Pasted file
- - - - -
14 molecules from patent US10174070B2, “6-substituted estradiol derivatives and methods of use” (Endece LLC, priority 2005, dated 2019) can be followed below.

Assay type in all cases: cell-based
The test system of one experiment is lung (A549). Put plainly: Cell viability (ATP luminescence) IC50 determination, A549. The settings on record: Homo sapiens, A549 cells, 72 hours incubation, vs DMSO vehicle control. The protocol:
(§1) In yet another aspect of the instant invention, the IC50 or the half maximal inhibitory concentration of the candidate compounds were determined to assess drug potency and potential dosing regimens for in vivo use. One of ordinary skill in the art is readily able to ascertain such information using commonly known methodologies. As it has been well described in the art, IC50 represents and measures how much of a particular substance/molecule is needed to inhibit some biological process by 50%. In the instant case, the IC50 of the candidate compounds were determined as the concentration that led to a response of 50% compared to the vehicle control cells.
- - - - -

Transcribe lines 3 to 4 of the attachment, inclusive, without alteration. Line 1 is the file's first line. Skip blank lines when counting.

The test system of one experiment is lung (A549). Put plainly: Cell viability (ATP luminescence) IC50 determination, A549. The settings on record: Homo sapiens, A549 cells, 72 hours incubation, vs DMSO vehicle control. The protocol:
(§1) In yet another aspect of the instant invention, the IC50 or the half maximal inhibitory concentration of the candidate compounds were determined to assess drug potency and potential dosing regimens for in vivo use. One of ordinary skill in the art is readily able to ascertain such information using commonly known methodologies. As it has been well described in the art, IC50 represents and measures how much of a particular substance/molecule is needed to inhibit some biological process by 50%. In the instant case, the IC50 of the candidate compounds were determined as the concentration that led to a response of 50% compared to the vehicle control cells.